Cats are prolific breeders. Cats go into heat every two to three weeks, for around 6 days, until they get pregnant. And on average, a free-roaming cat gets pregnant 1.4 times each year and gives birth to three kittens per litter, according to a study conducted by the American Veterinary Medical Association. The average reproductive capacity of pet cats is controlled by spaying and keeping them indoors.

Still, cat pregnancies happen and often catch cat owners by surprise. Therefore, it is strongly advised that you get your kittens spayed if you are not planning on breeding them. And if you plan to keep your cat intact, you should keep her indoors all the time. If you have to take your cat out on a walk, you should keep her on a leash and never let her out of your sight. 

Even if you are not letting your cat outside, she may still get pregnant if the neighbor’s tom decides to visit her. Therefore, it is crucial that cat owners familiarize themselves with the signs of a pregnant cat to tell if their cat is just overweight or if kittens are growing inside of her.

So, if you happen to have a pregnant cat on your hands for the first time, you might have various questions popping up in your head: How long are cats pregnant? How do you know it is the big day? And How to take care of a pregnant cat?

If you are overwhelmed by these questions, continue reading as we are going to discuss all about the cat gestation period.

Cat Gestation Period

The cat gestation period is nothing but a fancy term for the cat pregnancy period. The gestation period is a stressful and sensitive time for cats. Therefore, as responsible cat owners, it is our duty to familiarize ourselves with the week-by-week cat pregnancy timeline to provide the best possible care to our cats as the pregnancy progresses.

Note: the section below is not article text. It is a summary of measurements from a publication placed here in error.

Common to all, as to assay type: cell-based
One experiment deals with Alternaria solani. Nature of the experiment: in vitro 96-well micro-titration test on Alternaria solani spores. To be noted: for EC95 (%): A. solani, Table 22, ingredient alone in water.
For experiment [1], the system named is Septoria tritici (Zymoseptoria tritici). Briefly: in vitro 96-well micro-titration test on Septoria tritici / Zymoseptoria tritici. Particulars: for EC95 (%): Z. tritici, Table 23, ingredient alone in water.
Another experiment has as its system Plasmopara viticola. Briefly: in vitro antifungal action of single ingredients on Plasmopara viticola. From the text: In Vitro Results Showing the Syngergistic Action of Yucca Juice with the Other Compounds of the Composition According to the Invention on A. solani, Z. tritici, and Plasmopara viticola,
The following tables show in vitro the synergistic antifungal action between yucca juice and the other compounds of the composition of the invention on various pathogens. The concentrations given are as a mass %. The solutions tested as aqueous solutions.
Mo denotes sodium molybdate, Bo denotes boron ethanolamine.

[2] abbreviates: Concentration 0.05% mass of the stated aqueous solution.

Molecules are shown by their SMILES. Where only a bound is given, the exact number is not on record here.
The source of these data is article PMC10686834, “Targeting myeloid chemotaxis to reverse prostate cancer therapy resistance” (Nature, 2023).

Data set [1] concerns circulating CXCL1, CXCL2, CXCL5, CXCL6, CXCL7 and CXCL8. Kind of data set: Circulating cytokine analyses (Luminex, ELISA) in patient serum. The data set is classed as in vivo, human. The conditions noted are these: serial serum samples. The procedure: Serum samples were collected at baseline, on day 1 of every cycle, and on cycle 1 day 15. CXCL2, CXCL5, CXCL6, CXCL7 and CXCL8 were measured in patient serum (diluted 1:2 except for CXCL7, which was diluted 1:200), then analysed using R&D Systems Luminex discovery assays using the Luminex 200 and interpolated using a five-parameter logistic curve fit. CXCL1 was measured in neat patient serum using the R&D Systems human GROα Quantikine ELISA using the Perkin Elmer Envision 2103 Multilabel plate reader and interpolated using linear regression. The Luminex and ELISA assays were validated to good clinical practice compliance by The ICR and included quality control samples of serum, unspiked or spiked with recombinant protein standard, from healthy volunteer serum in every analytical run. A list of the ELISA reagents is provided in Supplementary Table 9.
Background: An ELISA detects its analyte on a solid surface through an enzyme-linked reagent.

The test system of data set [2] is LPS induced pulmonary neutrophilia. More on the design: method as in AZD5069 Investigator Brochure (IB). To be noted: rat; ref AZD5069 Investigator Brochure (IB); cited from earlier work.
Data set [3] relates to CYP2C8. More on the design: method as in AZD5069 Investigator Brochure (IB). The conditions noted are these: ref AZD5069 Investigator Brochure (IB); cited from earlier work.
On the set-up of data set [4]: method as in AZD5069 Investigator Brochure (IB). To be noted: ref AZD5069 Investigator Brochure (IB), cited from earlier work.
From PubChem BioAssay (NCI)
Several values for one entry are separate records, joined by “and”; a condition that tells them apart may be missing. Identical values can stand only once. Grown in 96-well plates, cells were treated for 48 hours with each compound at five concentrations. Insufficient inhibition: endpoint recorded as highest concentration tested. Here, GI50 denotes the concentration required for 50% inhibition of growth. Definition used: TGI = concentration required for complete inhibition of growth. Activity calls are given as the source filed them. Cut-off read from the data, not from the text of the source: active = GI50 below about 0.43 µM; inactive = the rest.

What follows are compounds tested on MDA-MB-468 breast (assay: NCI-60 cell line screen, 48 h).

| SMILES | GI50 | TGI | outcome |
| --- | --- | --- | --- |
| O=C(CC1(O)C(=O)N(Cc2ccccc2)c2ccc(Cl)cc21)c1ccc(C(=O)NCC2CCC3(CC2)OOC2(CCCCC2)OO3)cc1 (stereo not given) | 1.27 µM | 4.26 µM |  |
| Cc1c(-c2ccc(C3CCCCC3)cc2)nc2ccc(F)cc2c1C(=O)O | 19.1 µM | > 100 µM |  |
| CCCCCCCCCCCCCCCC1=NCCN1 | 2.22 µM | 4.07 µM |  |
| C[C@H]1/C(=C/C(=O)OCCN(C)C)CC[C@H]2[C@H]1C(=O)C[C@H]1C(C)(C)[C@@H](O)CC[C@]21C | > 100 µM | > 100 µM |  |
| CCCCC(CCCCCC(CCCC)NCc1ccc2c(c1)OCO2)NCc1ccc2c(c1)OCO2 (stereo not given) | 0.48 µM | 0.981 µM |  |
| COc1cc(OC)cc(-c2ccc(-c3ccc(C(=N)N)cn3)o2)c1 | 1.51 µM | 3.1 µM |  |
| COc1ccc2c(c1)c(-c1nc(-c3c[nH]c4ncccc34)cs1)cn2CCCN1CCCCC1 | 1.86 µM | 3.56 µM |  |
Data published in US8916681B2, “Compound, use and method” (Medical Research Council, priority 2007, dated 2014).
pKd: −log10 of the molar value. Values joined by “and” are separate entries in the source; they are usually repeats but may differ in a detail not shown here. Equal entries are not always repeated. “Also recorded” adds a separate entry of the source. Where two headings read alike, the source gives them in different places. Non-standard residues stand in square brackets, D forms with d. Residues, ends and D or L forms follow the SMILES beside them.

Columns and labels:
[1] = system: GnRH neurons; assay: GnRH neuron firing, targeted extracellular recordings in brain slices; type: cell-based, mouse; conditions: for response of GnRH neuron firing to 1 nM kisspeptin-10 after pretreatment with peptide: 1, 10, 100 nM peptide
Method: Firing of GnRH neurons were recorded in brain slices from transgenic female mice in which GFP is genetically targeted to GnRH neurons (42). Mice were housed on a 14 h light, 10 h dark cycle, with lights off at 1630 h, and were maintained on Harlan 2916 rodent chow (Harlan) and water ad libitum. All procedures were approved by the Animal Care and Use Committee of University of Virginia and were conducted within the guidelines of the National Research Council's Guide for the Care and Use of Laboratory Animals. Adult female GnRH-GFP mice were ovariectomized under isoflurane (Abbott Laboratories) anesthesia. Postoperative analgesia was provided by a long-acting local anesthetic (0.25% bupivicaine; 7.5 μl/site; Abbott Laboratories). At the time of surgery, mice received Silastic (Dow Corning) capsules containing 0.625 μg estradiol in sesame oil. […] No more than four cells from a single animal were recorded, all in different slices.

How Long Are Cats Pregnant?

A White cat sitting on a wood

Where humans are pregnant for 9 months, our cats are pregnant for 9 weeks.

“Ideally, cat pregnancy should last about 63 to 65 days (9 weeks); but it is normal for cat pregnancy to vary between 60 to 70 days,” says Dr. Joiya, DVM, RVMP, a veterinarian at Royal Pets Hospital. However, due to stress and some health issues, a cat may go into labor too early—before 60 days—giving birth to premature kittens. He says that the chances of the survival of kittens born before 56 days of pregnancy are very bleak, even with special kitten care.

Cats do not start showing signs of pregnancy until two or three weeks of pregnancy, so it is hard to lock on the exact length of gestation period in cats.

Is Your Cat Pregnant? Signs a Cat is Pregnant

Before starting the countdown for the big day, you first have to confirm that your cat is pregnant. Cats only start showing signs of pregnancy by the second week of pregnancy, but novice cat owners may not be able to identify until the second half of week 3, when cat nipples start pinking up. Here are some of the signs of cat pregnancy that will help you determine if your cat is pregnant.

To know how far along your cat is pregnant, head over to our Week-by-Week Cat Pregnancy Timeline, where we have discussed what is happening during each week of cat pregnancy.

Signs of Cat Pregnancy

  • No signs of heat
  • Pinking and enlargement of nipples
  • Weight gain
  • Morning sickness
  • Characteristic burrow shaped belly
  • Increased appetite
  • Increased affection

While these signs will help you get an idea if your cat is pregnant, the best way to confirm cat pregnancy is to take your cat to a vet. Depending on how far along is your cat’s pregnancy, the vet will do the following to confirm pregnancy.

Feeling Cat Belly

Not always accurate and can only be done with some success when the cat is 17 to 25 days pregnant.


It is performed after the 16 days of pregnancy. Where this would confirm pregnancy, telling the number of kittens by looking at heartbeats is not accurate.


X-ray confirms pregnancy and can also confirm the number of kittens. However, they are only advised after 55 days of pregnancy, given the side effects.